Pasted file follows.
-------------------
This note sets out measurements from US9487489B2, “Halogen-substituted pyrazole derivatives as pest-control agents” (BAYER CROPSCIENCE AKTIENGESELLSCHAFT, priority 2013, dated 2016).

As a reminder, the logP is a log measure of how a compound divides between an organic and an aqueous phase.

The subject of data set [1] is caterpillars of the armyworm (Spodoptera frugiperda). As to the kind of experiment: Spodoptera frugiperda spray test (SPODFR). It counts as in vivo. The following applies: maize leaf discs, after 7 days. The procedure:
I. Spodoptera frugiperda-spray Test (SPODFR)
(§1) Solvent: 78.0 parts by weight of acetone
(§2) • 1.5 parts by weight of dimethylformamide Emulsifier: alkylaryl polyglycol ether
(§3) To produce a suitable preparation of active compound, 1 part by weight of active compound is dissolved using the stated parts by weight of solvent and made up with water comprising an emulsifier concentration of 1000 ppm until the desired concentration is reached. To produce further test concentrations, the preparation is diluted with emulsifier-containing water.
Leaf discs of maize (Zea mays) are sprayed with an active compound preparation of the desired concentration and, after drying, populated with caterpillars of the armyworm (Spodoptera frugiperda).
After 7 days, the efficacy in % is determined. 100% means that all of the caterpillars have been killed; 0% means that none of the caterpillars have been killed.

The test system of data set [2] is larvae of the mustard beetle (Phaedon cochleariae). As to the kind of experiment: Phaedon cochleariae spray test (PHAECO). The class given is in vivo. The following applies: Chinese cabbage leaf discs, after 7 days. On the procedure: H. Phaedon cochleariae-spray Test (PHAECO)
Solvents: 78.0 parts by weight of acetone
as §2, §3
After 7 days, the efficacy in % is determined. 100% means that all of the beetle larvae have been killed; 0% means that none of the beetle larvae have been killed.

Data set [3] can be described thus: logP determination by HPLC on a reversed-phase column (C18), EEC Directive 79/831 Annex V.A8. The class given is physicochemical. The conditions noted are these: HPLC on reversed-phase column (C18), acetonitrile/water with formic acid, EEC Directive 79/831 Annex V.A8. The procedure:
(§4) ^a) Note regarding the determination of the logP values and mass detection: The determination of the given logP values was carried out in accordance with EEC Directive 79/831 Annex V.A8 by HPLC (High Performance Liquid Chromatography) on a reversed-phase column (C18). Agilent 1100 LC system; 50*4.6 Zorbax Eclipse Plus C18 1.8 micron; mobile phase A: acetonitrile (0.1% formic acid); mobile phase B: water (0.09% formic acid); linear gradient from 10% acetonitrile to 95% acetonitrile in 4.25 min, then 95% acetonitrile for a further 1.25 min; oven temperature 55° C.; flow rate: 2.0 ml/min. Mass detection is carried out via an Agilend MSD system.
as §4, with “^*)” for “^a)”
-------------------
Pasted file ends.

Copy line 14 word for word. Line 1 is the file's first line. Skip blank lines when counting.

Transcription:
Data set [3] can be described thus: logP determination by HPLC on a reversed-phase column (C18), EEC Directive 79/831 Annex V.A8. The class given is physicochemical. The conditions noted are these: HPLC on reversed-phase column (C18), acetonitrile/water with formic acid, EEC Directive 79/831 Annex V.A8. The procedure: